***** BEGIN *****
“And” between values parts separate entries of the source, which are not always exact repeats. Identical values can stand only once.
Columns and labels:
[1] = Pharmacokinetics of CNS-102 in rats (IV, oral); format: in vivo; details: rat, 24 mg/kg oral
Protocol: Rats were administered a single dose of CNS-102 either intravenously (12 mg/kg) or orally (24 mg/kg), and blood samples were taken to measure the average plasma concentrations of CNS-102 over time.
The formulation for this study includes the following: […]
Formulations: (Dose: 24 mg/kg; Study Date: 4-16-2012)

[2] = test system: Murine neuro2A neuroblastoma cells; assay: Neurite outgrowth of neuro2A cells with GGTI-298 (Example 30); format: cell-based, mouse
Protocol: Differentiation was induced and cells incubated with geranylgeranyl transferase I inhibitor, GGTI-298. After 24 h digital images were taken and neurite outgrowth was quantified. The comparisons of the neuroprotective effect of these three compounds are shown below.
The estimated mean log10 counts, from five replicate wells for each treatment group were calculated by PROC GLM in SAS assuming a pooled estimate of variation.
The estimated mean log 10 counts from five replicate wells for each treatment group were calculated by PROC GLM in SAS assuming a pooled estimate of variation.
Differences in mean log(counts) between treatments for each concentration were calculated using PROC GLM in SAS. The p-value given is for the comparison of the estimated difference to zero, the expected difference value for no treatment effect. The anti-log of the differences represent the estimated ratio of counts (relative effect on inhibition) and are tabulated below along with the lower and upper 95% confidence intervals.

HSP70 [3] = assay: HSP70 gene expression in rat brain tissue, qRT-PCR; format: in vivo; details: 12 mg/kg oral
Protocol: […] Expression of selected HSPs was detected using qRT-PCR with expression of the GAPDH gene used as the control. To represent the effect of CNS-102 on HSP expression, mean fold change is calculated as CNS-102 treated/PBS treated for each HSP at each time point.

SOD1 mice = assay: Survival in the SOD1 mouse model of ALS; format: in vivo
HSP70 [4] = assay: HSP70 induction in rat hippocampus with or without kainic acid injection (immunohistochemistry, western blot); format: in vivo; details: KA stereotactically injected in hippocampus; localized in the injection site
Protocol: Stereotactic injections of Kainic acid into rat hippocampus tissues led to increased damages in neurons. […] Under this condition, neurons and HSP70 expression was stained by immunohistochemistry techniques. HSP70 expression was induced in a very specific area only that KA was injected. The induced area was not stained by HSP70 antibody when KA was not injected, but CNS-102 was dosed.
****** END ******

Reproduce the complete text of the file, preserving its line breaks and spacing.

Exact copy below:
“And” between values parts separate entries of the source, which are not always exact repeats. Identical values can stand only once.
Columns and labels:
[1] = Pharmacokinetics of CNS-102 in rats (IV, oral); format: in vivo; details: rat, 24 mg/kg oral
Protocol: Rats were administered a single dose of CNS-102 either intravenously (12 mg/kg) or orally (24 mg/kg), and blood samples were taken to measure the average plasma concentrations of CNS-102 over time.
The formulation for this study includes the following: […]
Formulations: (Dose: 24 mg/kg; Study Date: 4-16-2012)

[2] = test system: Murine neuro2A neuroblastoma cells; assay: Neurite outgrowth of neuro2A cells with GGTI-298 (Example 30); format: cell-based, mouse
Protocol: Differentiation was induced and cells incubated with geranylgeranyl transferase I inhibitor, GGTI-298. After 24 h digital images were taken and neurite outgrowth was quantified. The comparisons of the neuroprotective effect of these three compounds are shown below.
The estimated mean log10 counts, from five replicate wells for each treatment group were calculated by PROC GLM in SAS assuming a pooled estimate of variation.
The estimated mean log 10 counts from five replicate wells for each treatment group were calculated by PROC GLM in SAS assuming a pooled estimate of variation.
Differences in mean log(counts) between treatments for each concentration were calculated using PROC GLM in SAS. The p-value given is for the comparison of the estimated difference to zero, the expected difference value for no treatment effect. The anti-log of the differences represent the estimated ratio of counts (relative effect on inhibition) and are tabulated below along with the lower and upper 95% confidence intervals.

HSP70 [3] = assay: HSP70 gene expression in rat brain tissue, qRT-PCR; format: in vivo; details: 12 mg/kg oral
Protocol: […] Expression of selected HSPs was detected using qRT-PCR with expression of the GAPDH gene used as the control. To represent the effect of CNS-102 on HSP expression, mean fold change is calculated as CNS-102 treated/PBS treated for each HSP at each time point.

SOD1 mice = assay: Survival in the SOD1 mouse model of ALS; format: in vivo
HSP70 [4] = assay: HSP70 induction in rat hippocampus with or without kainic acid injection (immunohistochemistry, western blot); format: in vivo; details: KA stereotactically injected in hippocampus; localized in the injection site
Protocol: Stereotactic injections of Kainic acid into rat hippocampus tissues led to increased damages in neurons. […] Under this condition, neurons and HSP70 expression was stained by immunohistochemistry techniques. HSP70 expression was induced in a very specific area only that KA was injected. The induced area was not stained by HSP70 antibody when KA was not injected, but CNS-102 was dosed.